December 24, 2010
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Given that the UN Climate Change Conference has just wrapped up in Mexico, I thought for the Christmas edition of the FSR I would lay out some articles from Nature focused on global warming and its impact on one of Canada’s most iconic animals — the polar bear. University of Alberta’s Andrew Derocher reports on recent findings that suggest we can curb the polar bear’s extinction, but only if policy-makers move quickly. Steven Amstrup of the Alaska Science Center created a number of greenhouse gas emission scenarios and examined them within a projection model of sea-ice loss. The results indicated that mitigation has the potential to greatly improve the polar bear’s situation in the
snowy north. Amstrup believes that reducing emissions by sufficient amounts could increase the abundance of polar bears and broaden their distribution.
Melting ice also places the genetic diversity of Arctic animals at risk. A recent Nature commentary piece describes how the loss of habitat forces Arctic animals into environmental niches they would otherwise remain clear of, which can lead to interbreeding with different species. Brendan Kelly of the National Marine Mammal Laboratory in Alaska refers to this effect as a “melting pot”. In 2006, a white bear with brown patches was shot and killed by hunters in the Arctic. Genetic analysis would later show what many feared, that the animal was a hybrid between a polar bear and a grizzly (the polar bear in the photo above hasn’t been rolling in the mud, it’s a suspected hybrid). This year an even more unlikely event occurred when hunters in the Canadian north shot and killed a 2nd generation hybrid bear — its mother was a hybrid and its father a grizzly.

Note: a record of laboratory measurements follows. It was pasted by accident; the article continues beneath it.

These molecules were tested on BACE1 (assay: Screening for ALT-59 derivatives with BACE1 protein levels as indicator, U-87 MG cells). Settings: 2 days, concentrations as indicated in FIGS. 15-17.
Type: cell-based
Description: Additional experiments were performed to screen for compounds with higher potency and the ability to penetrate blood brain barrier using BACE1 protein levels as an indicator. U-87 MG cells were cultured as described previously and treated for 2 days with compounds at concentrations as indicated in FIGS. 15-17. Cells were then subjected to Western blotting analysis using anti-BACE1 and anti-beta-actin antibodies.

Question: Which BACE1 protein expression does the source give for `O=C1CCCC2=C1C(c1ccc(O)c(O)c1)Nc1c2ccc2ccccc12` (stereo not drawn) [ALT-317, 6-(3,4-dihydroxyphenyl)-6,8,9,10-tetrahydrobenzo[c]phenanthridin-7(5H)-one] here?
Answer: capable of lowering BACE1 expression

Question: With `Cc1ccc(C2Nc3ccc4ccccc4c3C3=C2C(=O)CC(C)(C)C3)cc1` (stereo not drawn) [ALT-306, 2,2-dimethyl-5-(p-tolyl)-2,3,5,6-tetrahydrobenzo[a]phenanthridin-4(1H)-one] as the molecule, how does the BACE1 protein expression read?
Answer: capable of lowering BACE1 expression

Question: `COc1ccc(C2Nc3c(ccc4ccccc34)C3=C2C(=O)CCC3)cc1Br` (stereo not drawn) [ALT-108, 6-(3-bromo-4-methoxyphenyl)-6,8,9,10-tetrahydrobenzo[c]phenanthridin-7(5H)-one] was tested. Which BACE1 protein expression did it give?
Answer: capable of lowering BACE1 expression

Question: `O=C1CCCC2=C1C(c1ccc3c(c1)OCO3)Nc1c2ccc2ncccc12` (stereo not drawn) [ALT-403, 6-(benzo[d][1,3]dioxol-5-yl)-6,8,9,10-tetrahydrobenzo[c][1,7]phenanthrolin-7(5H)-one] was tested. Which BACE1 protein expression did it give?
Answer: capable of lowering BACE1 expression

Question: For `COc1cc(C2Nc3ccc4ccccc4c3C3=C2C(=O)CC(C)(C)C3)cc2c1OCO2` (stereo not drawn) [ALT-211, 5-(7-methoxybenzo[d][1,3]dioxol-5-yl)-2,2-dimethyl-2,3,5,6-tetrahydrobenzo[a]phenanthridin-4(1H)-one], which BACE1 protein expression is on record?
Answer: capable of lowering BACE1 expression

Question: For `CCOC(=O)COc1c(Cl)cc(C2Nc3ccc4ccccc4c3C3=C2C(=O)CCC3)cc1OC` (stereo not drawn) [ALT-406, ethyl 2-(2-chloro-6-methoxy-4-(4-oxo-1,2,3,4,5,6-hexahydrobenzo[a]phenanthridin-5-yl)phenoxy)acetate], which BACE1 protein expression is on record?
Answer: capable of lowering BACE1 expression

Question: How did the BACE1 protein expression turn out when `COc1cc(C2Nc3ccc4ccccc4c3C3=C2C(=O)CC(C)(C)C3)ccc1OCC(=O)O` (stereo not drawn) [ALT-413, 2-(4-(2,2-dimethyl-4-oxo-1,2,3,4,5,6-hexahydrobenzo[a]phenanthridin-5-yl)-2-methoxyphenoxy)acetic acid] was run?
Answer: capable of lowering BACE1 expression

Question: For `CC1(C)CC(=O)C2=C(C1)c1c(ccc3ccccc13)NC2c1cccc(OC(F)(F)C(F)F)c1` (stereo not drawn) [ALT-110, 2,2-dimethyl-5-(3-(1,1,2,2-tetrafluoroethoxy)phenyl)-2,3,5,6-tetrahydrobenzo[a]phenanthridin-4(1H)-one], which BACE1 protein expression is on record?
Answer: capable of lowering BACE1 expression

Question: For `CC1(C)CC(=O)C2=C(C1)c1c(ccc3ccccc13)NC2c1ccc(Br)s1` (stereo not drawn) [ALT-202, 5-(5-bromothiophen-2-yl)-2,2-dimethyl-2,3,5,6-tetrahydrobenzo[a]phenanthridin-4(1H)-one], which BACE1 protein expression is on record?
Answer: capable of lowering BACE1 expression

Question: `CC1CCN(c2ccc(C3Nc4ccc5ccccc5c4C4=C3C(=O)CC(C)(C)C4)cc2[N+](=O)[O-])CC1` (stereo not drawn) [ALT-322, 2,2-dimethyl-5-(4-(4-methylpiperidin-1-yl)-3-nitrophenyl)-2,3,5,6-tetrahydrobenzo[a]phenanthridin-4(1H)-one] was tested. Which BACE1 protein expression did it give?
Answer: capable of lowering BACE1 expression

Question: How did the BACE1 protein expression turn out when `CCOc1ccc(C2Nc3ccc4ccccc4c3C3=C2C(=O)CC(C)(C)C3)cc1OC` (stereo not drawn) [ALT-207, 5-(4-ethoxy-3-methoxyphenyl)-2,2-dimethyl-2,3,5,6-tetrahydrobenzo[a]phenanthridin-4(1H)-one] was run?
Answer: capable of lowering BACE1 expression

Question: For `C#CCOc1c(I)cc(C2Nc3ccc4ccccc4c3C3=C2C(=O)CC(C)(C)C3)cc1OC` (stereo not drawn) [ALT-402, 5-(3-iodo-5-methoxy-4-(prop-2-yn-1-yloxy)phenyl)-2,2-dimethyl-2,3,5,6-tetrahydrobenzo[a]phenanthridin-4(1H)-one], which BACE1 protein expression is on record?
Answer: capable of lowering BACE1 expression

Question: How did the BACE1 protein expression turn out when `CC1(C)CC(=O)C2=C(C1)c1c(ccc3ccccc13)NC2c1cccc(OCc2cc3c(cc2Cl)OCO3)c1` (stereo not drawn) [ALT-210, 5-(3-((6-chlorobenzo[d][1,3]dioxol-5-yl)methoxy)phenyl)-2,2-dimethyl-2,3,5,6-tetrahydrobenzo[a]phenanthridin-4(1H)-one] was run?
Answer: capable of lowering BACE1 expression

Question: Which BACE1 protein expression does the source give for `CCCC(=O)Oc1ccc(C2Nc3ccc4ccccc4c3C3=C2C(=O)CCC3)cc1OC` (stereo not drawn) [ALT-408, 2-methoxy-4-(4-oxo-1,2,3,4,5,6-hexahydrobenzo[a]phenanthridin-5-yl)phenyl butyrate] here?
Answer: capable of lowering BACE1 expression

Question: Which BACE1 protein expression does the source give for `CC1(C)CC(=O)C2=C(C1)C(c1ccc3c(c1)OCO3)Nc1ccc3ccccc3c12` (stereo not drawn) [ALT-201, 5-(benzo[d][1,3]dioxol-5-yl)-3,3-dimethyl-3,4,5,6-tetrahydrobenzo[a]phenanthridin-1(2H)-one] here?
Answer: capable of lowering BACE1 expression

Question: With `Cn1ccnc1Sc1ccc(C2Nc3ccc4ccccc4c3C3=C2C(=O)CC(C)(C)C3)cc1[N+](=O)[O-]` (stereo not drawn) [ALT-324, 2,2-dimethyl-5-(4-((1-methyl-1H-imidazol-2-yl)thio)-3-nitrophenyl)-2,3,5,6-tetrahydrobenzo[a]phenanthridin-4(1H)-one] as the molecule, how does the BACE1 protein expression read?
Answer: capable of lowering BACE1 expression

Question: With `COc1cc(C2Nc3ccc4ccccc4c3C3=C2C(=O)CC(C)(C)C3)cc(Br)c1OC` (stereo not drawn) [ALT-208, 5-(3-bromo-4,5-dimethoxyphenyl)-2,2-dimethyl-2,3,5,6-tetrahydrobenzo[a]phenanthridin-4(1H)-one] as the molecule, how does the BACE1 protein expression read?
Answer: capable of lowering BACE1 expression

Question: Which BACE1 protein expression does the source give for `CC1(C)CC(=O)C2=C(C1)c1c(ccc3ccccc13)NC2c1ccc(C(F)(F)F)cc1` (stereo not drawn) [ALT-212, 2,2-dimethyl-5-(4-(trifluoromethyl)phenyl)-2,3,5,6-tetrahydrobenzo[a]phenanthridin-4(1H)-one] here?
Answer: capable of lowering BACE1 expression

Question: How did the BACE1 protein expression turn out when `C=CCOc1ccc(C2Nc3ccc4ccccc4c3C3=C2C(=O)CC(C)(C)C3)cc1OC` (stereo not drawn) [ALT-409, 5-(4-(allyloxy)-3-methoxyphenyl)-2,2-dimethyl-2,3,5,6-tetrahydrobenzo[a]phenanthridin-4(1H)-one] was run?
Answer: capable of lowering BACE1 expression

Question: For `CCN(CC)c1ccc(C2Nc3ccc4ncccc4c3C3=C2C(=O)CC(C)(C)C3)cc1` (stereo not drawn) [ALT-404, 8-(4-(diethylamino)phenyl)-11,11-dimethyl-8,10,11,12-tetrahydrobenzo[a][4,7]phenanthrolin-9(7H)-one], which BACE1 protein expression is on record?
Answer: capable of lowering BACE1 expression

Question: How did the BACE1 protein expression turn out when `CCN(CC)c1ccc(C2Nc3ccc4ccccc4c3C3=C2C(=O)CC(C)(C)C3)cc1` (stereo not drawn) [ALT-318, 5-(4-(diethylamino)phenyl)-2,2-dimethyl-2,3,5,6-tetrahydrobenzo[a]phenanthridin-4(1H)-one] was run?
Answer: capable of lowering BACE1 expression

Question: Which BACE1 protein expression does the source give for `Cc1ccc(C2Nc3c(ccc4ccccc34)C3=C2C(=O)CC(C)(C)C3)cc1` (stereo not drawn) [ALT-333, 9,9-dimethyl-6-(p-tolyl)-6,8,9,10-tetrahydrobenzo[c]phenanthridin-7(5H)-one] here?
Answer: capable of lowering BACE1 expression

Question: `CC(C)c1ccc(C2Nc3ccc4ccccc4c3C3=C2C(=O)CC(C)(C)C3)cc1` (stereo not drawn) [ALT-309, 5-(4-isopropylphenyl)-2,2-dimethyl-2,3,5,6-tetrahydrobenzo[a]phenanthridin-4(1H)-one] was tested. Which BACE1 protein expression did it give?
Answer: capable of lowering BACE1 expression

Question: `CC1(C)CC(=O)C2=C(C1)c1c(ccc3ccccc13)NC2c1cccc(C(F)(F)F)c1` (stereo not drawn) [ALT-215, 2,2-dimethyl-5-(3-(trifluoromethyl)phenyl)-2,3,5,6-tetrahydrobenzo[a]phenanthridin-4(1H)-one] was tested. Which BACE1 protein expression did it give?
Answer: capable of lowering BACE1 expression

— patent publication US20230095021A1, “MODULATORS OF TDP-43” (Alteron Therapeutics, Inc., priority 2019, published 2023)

The outcome of the recent UN climate talks was positive, with unanimous adoption of the Cancún agreement. Developing countries will also be required to take heed to global warming policy and act to reduce greenhouse gas emissions. Steps are being made in the right direction but execution and adherence will be essential to seeing results that benefit the earth and its animal populations in the coming decades.
As we approach year end I thought I would also reference you Nature’s “2010 Gallery: Images of the year“, which provides a fascinating look at some of the natural wonders that amazed (and scared) us over last 12 months. I should also point you towards an excellent article on nanomedicine recently published in NEJM; written by Dr. Betty Kim of the Institute for Biomaterials and Biomedical Research and the Terrence Donnelly Centre for Cellular and Biomolecular Research in Toronto, the review covers the properties of nanomaterials and the myriad in vivo and in vitro applications of these tiny tools.